December 11, 2009

Annual Reports: I think annual reports are important. I don’t mean expensive ones. Years ago I read a great article about annual reports – that the focus should be the future, not a summary of the past. So in your annual report, summarize the past as the projection for the future. Tell stories about impact. Tell stories about the future and about your donors. Give me the financial picture. List your donors and your volunteers and your staff.

And consider this: what’s in a name? Didn’t Shakespeare talk about that? So did Jeff Brooks in his blog Future Fundraising Now, reporting on comments from Katya Andreson in her nonprofit marketing blog – and Katya was talking about the Pride Foundation.

So what did they say about the name, you ask? “Don’t call it an annual report.” How about gratitude report, like the Pride Foundation. And my ideas: How about a donor report? Or how about a “thanks to you report?” Or how about an impact report or an accomplishments report? But I like gratitude report or thanks-to-you report the best.

Process: I’m a process person. I love process. I believe in process. I’m committed to process. But be prepared. Process must produce results. Process is messy. Process takes time. Process requires strategic (and cage-rattling) questions. Process demands lots of deep conversations with diverse people. Process benefits from engaging people with different life experiences. And process is uncomfortable.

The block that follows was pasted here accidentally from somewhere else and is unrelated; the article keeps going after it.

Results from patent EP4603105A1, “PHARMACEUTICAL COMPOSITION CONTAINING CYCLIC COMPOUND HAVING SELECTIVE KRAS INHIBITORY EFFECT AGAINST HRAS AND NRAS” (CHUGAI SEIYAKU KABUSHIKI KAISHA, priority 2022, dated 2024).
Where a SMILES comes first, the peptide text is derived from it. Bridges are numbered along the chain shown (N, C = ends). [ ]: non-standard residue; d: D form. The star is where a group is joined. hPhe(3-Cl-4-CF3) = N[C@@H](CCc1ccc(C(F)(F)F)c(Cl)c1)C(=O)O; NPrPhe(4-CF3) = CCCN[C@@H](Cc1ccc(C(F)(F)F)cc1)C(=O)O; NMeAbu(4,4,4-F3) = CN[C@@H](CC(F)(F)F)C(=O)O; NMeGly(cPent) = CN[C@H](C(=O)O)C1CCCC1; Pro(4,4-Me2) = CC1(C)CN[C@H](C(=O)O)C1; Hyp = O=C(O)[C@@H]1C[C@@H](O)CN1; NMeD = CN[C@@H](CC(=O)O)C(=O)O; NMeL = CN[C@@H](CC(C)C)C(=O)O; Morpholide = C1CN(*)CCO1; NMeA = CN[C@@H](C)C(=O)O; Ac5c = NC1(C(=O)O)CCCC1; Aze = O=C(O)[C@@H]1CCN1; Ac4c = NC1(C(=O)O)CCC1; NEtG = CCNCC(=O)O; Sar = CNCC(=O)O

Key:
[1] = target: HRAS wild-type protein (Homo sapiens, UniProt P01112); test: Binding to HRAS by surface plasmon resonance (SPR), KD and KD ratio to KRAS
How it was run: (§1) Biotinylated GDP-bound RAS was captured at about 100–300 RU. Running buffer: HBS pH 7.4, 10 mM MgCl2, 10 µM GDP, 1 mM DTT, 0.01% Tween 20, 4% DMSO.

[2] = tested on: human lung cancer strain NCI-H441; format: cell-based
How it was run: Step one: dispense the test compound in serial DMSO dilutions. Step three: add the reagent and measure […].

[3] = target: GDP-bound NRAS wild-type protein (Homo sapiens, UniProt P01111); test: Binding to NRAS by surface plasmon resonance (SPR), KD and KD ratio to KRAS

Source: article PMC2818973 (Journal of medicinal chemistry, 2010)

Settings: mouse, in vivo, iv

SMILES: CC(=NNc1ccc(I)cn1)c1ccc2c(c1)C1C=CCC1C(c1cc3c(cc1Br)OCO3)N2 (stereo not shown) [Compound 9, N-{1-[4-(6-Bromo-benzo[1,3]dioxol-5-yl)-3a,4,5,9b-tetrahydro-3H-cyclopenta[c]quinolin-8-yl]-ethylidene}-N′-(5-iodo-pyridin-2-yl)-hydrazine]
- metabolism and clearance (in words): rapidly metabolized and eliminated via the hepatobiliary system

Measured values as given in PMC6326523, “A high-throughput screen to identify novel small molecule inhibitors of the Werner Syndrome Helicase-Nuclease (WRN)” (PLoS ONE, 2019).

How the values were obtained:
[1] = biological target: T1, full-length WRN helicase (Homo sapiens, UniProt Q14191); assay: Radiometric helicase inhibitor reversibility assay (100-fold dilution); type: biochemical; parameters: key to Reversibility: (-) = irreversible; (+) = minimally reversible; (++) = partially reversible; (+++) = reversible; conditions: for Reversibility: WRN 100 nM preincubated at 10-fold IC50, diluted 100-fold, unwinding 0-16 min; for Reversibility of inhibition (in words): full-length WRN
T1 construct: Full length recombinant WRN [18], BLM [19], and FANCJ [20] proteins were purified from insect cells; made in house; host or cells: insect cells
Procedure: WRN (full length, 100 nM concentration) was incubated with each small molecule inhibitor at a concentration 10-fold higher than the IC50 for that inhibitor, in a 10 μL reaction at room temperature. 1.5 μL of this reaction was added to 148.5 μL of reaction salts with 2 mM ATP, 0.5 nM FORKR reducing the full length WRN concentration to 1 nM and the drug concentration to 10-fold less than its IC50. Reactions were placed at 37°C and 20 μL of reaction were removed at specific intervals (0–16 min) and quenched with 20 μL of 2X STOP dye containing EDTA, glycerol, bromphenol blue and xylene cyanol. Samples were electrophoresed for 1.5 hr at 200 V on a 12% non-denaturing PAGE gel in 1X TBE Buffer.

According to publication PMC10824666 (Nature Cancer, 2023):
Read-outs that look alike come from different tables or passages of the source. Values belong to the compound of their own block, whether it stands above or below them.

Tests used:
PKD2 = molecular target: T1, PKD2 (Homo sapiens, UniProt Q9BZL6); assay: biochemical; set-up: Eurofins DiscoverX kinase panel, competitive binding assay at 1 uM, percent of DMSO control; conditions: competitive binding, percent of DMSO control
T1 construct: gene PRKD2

Hey, what’s not to like? Ha ha. I know. Process can be frustrating. But done well, process is irreplaceable. Process is as important — maybe more important — than the result.

For example, how do you plan your fundraising? In your office with the development staff?  Do you organize a one-day retreat to do institutional strategic planning? These are events, not processes.

Check out Seth Godin’s blog of 12-10-09. Seth talks about the difference between process and an event. He says, “Events are easier to manage, pay for and get excited about. Processes build results for the long haul.” I’m a long haul person, how about you?

About Simone Joyaux

A consultant specializing in fund development, strategic planning, and board development, Simone P. Joyaux works with all types and sizes of nonprofits, speaks at conferences worldwide, and teaches in the graduate program for philanthropy at Saint Mary’s University, MN. Her books, Keep Your Donors and Strategic Fund Development, are standards in the field.

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